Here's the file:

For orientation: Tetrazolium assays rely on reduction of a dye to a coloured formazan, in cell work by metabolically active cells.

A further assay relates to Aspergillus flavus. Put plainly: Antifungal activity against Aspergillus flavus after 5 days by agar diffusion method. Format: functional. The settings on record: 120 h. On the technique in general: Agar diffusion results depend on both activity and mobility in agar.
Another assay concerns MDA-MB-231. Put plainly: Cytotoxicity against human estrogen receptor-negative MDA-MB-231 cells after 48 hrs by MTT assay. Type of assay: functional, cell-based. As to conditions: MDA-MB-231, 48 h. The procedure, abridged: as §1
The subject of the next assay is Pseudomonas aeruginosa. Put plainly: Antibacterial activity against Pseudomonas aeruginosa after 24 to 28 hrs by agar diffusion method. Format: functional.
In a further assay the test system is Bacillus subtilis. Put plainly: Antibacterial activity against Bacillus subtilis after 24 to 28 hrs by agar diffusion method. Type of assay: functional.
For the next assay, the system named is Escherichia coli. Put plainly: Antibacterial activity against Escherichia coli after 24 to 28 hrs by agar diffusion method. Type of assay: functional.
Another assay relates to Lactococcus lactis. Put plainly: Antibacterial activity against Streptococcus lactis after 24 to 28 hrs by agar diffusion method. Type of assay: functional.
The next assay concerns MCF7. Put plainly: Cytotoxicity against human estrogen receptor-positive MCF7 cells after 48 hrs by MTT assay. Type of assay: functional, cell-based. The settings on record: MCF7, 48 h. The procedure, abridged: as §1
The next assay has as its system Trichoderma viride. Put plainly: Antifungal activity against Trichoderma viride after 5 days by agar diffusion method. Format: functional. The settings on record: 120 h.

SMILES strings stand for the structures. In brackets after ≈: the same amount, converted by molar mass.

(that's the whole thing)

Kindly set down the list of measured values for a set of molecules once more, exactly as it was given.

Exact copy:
For orientation: Tetrazolium assays rely on reduction of a dye to a coloured formazan, in cell work by metabolically active cells.

A further assay relates to Aspergillus flavus. Put plainly: Antifungal activity against Aspergillus flavus after 5 days by agar diffusion method. Format: functional. The settings on record: 120 h. On the technique in general: Agar diffusion results depend on both activity and mobility in agar.
Another assay concerns MDA-MB-231. Put plainly: Cytotoxicity against human estrogen receptor-negative MDA-MB-231 cells after 48 hrs by MTT assay. Type of assay: functional, cell-based. As to conditions: MDA-MB-231, 48 h. The procedure, abridged: as §1
The subject of the next assay is Pseudomonas aeruginosa. Put plainly: Antibacterial activity against Pseudomonas aeruginosa after 24 to 28 hrs by agar diffusion method. Format: functional.
In a further assay the test system is Bacillus subtilis. Put plainly: Antibacterial activity against Bacillus subtilis after 24 to 28 hrs by agar diffusion method. Type of assay: functional.
For the next assay, the system named is Escherichia coli. Put plainly: Antibacterial activity against Escherichia coli after 24 to 28 hrs by agar diffusion method. Type of assay: functional.
Another assay relates to Lactococcus lactis. Put plainly: Antibacterial activity against Streptococcus lactis after 24 to 28 hrs by agar diffusion method. Type of assay: functional.
The next assay concerns MCF7. Put plainly: Cytotoxicity against human estrogen receptor-positive MCF7 cells after 48 hrs by MTT assay. Type of assay: functional, cell-based. The settings on record: MCF7, 48 h. The procedure, abridged: as §1
The next assay has as its system Trichoderma viride. Put plainly: Antifungal activity against Trichoderma viride after 5 days by agar diffusion method. Format: functional. The settings on record: 120 h.

SMILES strings stand for the structures. In brackets after ≈: the same amount, converted by molar mass.